Day 21: What others are saying

God is Glorious

I’d like to share several things, mostly from fellow #write31days bloggers. They may or may not connect, but all have been impactful for me.

Beth, of Simply Beth, writes:

God does only good things. Although this is true, He will use our hardened hearts as an opportunity to demonstrate His power and to bring glory to His name. He will use everything to bring glory to His name.

She refers to the story of Moses to show how God accomplishes His purpose, even with stubborn people.

~~~

Jennifer Neyhart has blogged about C.S. Lewis this month. While Jennifer and I connected over a discussion on Eustace Scrubb, it was this post on longing in The Weight of Glory that really got to me. She quotes Lewis:

If we consider the unblushing promises of reward and the staggering nature of the rewards promised in the Gospels, it would seem that our Lord finds our desires not too strong, but too weak. We are half-hearted creatures, fooling about with drink and sex and ambition when infinite joy is offered us, like an ignorant child who wants to go on making mud pies in a slum because he cannot imagine what is meant by the offer of a holiday at sea. We are far too easily pleased.

Jennifer concludes:

We were made for a whole, complete relationship with God, lacking nothing! So of course our heart aches for more than this fallen world can offer. And we know that God has set eternity in our hearts; he put the desire there so we would long for him and not be satisfied by lesser things. Praise be to God!

~~~

(Jennifer’s mention of Eustace, from The Voyage of The Dawn Treader, reminded me of a post I wrote on the stripping off of some sinful thoughts and behaviors – Stepping out of your skin.)

~~~

And on the waiting, Cheree Hayes reminds us:

Right now, things are not right.
Right now, things are broken…so broken.
Right now, you live here – on this fallen, muddy earth.

And right now, by grace through faith, you are also “seated with Christ in heavenly places.” You wait for His kingdom to come make its home on earth. You wait with Jesus in tears and groaning prayers, longing… You seek the things that are above. You are a citizen of the Kingdom. It’s who you are now. So you wait, eager for your faith to be made sight.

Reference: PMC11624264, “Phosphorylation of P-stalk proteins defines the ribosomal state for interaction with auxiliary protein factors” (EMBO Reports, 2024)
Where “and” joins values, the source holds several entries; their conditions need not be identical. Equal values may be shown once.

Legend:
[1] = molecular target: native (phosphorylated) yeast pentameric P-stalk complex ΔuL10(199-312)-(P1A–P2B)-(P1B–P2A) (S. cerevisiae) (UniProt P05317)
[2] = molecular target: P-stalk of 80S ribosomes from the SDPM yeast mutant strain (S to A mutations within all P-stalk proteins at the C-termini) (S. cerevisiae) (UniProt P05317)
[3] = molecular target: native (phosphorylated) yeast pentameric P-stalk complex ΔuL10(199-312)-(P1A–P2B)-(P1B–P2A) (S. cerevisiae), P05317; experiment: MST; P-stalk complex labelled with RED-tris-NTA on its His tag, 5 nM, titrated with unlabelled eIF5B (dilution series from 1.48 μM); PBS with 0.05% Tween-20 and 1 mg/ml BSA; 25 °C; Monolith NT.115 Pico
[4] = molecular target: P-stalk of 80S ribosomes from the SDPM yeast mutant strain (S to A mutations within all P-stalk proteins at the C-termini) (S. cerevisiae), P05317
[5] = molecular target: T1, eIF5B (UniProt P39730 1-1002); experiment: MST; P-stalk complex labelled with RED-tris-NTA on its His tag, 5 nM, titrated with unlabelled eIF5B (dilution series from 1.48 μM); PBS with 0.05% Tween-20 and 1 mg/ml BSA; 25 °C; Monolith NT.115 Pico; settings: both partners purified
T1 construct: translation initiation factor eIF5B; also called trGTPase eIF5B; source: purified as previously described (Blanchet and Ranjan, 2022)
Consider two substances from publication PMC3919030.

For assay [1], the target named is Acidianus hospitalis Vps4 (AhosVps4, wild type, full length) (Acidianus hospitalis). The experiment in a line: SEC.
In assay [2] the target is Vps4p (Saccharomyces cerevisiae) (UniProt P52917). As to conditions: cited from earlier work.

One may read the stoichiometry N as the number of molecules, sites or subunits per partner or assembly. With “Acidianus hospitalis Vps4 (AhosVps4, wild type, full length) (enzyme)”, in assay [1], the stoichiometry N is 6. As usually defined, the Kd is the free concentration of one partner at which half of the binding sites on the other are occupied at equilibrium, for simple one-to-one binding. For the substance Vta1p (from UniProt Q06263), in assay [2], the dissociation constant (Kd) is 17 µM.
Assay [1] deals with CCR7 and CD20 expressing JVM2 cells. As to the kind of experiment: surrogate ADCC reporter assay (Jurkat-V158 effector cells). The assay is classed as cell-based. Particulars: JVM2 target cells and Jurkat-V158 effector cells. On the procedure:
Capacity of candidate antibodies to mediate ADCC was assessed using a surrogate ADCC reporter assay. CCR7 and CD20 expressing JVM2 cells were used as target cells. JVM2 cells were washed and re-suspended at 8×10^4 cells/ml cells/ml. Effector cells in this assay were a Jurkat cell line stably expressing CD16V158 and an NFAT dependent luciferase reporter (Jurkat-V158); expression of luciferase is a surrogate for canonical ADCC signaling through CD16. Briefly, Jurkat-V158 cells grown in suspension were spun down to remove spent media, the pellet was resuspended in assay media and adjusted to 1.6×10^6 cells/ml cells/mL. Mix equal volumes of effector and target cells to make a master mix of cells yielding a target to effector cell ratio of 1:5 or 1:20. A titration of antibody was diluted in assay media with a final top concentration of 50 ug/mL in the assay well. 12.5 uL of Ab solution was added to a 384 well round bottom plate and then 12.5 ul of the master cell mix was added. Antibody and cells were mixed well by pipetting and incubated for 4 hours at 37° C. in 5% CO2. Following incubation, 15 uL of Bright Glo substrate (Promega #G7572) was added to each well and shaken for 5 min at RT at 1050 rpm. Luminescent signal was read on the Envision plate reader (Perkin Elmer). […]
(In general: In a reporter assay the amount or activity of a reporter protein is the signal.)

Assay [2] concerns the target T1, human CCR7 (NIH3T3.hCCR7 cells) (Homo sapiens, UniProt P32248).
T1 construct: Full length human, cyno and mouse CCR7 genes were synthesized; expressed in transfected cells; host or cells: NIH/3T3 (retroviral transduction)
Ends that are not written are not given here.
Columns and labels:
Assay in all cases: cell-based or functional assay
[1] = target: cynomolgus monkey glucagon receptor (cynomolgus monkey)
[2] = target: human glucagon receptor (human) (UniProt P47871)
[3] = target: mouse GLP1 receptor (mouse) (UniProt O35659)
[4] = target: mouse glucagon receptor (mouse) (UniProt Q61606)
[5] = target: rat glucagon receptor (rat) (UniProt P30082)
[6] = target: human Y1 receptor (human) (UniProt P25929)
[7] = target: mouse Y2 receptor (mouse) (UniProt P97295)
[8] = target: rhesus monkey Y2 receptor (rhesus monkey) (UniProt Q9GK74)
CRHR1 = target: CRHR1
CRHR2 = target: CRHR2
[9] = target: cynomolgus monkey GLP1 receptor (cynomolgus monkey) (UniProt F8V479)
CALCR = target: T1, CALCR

~~~

I hope you find some encouragement from these bloggers as I did.

I’m blogging on Crushing your kingdoms this month.

Click here to read all posts in the series

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Day 27: A Sort of Coming Home

I sort of thought/wished/hoped that I was done with emotionally exhaustion this month – I mean, at some point you hit the end of your reserve, right?

Emotionally, I felt a little dead inside this morning. I overslept, due in part to an allergy pill taken late Saturday evening (those little buggers knock me out), and arrived late to church, missing the first half section of music.

Part of the sermon by my pastor, Kevin, (based on the text of Exodus 34) focused on the glory of God, where Moses’ face literally shone from being on the mountain with the Lord that he wore a veil over his face.

I was reminded yet again of Revelation 21-22, talking about the new heaven and new earth:

And I saw no temple in the city, for its temple is the Lord God the Almighty and the Lamb. And the city has no need of sun or moon to shine on it, for the glory of God gives it light, and its lamp is the Lamb. By its light will the nations walk, and the kings of the earth will bring their glory into it, and its gates will never be shut by day—and there will be no night there. They will bring into it the glory and the honor of the nations. — Revelation 21:22-26

And night will be no more. They will need no light of lamp or sun, for the Lord God will be their light, and they will reign forever and ever. — Revelation 22:5

Our Gathering closed with us singing It is Well with my Soul (which I’ve previously mentioned knocks me over at times). Once again, I am reminded that, however drastic my trials may seem, I haven’t lost all that is precious to me like the writer of that hymn. If he could face heartbreaking losses, and still declare his soul is well (because he trusts in Jesus as Lord and Savior), how can I not do the same?

Hayley with me at Easter

Hayley with me at Easter

Still feeling numb after the Gathering, a dear, dear friend came up to me and I realized she was telling me she was moving before the next Sunday and this would be our last chance to see one another before the cross-country move.